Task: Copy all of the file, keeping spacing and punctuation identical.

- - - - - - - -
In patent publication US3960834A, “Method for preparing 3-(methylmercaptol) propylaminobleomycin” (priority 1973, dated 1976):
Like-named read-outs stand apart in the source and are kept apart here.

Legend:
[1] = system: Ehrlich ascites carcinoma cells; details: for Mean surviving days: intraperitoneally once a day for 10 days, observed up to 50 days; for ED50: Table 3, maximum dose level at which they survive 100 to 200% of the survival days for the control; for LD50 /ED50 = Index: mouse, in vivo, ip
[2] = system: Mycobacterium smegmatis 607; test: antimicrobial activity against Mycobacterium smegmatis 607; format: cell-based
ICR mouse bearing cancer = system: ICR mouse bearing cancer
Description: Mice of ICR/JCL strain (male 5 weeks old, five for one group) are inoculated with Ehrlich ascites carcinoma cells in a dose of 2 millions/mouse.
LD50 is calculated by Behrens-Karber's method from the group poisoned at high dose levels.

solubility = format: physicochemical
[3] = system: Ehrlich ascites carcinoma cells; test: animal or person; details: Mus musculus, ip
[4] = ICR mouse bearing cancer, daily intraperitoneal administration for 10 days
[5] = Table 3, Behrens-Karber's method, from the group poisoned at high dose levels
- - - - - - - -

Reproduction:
In patent publication US3960834A, “Method for preparing 3-(methylmercaptol) propylaminobleomycin” (priority 1973, dated 1976):
Like-named read-outs stand apart in the source and are kept apart here.

Legend:
[1] = system: Ehrlich ascites carcinoma cells; details: for Mean surviving days: intraperitoneally once a day for 10 days, observed up to 50 days; for ED50: Table 3, maximum dose level at which they survive 100 to 200% of the survival days for the control; for LD50 /ED50 = Index: mouse, in vivo, ip
[2] = system: Mycobacterium smegmatis 607; test: antimicrobial activity against Mycobacterium smegmatis 607; format: cell-based
ICR mouse bearing cancer = system: ICR mouse bearing cancer
Description: Mice of ICR/JCL strain (male 5 weeks old, five for one group) are inoculated with Ehrlich ascites carcinoma cells in a dose of 2 millions/mouse.
LD50 is calculated by Behrens-Karber's method from the group poisoned at high dose levels.

solubility = format: physicochemical
[3] = system: Ehrlich ascites carcinoma cells; test: animal or person; details: Mus musculus, ip
[4] = ICR mouse bearing cancer, daily intraperitoneal administration for 10 days
[5] = Table 3, Behrens-Karber's method, from the group poisoned at high dose levels